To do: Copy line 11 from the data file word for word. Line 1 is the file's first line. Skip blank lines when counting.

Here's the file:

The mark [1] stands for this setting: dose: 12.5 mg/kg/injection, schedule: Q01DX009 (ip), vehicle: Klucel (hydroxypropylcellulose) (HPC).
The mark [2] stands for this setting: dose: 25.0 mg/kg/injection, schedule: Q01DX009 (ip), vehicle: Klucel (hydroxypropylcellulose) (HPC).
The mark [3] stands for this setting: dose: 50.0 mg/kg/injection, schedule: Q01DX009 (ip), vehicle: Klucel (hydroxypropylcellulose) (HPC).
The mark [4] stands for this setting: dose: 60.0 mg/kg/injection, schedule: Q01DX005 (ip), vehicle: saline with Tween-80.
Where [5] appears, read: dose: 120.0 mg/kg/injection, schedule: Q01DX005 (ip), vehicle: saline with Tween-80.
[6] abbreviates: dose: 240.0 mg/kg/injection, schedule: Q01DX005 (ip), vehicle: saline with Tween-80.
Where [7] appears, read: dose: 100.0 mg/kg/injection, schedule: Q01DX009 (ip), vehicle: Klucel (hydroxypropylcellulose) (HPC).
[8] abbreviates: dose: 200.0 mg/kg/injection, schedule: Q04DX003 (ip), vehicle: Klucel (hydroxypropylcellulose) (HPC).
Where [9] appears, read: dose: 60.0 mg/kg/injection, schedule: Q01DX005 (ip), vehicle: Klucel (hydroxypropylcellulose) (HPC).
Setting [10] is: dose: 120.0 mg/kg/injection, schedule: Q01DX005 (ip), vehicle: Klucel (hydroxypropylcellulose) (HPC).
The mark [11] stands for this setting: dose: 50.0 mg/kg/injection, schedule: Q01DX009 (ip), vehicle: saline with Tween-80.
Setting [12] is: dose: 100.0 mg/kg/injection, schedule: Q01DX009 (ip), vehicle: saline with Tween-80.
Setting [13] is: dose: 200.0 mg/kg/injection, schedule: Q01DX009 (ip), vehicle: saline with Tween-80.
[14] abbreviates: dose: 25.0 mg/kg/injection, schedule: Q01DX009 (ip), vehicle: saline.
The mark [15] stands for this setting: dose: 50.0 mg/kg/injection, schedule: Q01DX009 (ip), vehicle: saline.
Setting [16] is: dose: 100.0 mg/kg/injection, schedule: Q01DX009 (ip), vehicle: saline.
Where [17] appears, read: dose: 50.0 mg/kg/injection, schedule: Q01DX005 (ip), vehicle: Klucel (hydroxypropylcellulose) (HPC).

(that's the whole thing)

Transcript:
The mark [11] stands for this setting: dose: 50.0 mg/kg/injection, schedule: Q01DX009 (ip), vehicle: saline with Tween-80.